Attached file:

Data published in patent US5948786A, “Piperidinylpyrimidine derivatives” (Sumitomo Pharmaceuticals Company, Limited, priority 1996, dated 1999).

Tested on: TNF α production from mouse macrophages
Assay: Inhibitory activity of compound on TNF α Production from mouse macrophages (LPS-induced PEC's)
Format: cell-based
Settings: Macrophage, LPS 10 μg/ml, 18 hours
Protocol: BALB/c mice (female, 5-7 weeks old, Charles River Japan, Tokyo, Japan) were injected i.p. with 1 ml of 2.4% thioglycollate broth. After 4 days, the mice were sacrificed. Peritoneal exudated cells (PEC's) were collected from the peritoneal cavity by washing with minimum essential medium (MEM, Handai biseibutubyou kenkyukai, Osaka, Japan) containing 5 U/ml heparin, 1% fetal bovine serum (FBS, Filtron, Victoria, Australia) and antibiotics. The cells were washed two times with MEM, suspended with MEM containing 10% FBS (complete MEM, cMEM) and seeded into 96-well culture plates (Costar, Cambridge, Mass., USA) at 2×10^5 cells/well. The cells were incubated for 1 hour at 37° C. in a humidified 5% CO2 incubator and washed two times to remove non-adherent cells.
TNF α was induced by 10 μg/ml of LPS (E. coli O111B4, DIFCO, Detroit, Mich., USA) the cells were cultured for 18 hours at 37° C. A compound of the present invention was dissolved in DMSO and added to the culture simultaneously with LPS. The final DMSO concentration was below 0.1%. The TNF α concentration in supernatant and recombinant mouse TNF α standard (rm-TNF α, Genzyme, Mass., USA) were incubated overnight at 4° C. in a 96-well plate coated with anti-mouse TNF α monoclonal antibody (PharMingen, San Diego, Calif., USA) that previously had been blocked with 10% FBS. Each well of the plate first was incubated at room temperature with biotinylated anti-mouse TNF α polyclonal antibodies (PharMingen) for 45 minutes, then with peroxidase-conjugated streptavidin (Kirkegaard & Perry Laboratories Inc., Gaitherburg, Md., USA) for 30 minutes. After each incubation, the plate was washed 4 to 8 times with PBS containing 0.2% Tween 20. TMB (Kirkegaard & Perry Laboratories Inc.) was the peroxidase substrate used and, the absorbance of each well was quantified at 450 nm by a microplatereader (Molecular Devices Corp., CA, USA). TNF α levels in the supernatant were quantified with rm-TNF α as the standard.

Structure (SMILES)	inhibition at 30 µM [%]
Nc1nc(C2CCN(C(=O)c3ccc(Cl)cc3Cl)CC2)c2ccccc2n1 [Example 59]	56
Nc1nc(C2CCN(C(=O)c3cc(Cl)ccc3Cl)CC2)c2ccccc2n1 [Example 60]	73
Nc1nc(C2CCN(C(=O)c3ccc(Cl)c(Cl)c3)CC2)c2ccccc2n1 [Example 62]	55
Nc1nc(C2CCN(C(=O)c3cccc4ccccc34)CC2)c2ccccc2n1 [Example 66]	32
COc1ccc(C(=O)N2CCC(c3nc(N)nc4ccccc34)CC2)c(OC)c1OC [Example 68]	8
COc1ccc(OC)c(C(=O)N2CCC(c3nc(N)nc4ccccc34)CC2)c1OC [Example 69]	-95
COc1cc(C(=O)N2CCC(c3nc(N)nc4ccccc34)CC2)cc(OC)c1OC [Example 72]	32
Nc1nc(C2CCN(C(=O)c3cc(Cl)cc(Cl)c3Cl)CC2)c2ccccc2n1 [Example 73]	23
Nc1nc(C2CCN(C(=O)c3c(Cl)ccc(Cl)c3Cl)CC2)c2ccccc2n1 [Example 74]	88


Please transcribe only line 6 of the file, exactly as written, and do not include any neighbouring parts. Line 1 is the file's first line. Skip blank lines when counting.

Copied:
Protocol: BALB/c mice (female, 5-7 weeks old, Charles River Japan, Tokyo, Japan) were injected i.p. with 1 ml of 2.4% thioglycollate broth. After 4 days, the mice were sacrificed. Peritoneal exudated cells (PEC's) were collected from the peritoneal cavity by washing with minimum essential medium (MEM, Handai biseibutubyou kenkyukai, Osaka, Japan) containing 5 U/ml heparin, 1% fetal bovine serum (FBS, Filtron, Victoria, Australia) and antibiotics. The cells were washed two times with MEM, suspended with MEM containing 10% FBS (complete MEM, cMEM) and seeded into 96-well culture plates (Costar, Cambridge, Mass., USA) at 2×10^5 cells/well. The cells were incubated for 1 hour at 37° C. in a humidified 5% CO2 incubator and washed two times to remove non-adherent cells.